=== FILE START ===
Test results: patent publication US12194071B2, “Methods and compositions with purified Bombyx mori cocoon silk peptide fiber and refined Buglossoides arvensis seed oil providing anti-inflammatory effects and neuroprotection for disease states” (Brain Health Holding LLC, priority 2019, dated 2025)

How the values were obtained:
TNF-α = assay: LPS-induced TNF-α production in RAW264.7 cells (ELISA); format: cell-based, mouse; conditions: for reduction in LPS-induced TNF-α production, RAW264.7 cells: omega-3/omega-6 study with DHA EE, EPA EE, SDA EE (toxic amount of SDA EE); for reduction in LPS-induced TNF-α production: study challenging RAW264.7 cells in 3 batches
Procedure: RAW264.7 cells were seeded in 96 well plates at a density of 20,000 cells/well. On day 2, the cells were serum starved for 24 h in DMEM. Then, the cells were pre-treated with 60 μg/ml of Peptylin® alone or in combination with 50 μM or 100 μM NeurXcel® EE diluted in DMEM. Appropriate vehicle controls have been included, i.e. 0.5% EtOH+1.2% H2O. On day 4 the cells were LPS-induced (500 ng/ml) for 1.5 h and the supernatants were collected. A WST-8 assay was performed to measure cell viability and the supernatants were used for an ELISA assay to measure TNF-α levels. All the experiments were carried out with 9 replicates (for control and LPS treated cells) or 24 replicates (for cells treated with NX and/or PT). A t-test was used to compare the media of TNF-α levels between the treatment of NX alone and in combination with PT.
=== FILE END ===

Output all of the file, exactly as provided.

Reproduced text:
Test results: patent publication US12194071B2, “Methods and compositions with purified Bombyx mori cocoon silk peptide fiber and refined Buglossoides arvensis seed oil providing anti-inflammatory effects and neuroprotection for disease states” (Brain Health Holding LLC, priority 2019, dated 2025)

How the values were obtained:
TNF-α = assay: LPS-induced TNF-α production in RAW264.7 cells (ELISA); format: cell-based, mouse; conditions: for reduction in LPS-induced TNF-α production, RAW264.7 cells: omega-3/omega-6 study with DHA EE, EPA EE, SDA EE (toxic amount of SDA EE); for reduction in LPS-induced TNF-α production: study challenging RAW264.7 cells in 3 batches
Procedure: RAW264.7 cells were seeded in 96 well plates at a density of 20,000 cells/well. On day 2, the cells were serum starved for 24 h in DMEM. Then, the cells were pre-treated with 60 μg/ml of Peptylin® alone or in combination with 50 μM or 100 μM NeurXcel® EE diluted in DMEM. Appropriate vehicle controls have been included, i.e. 0.5% EtOH+1.2% H2O. On day 4 the cells were LPS-induced (500 ng/ml) for 1.5 h and the supernatants were collected. A WST-8 assay was performed to measure cell viability and the supernatants were used for an ELISA assay to measure TNF-α levels. All the experiments were carried out with 9 replicates (for control and LPS treated cells) or 24 replicates (for cells treated with NX and/or PT). A t-test was used to compare the media of TNF-α levels between the treatment of NX alone and in combination with PT.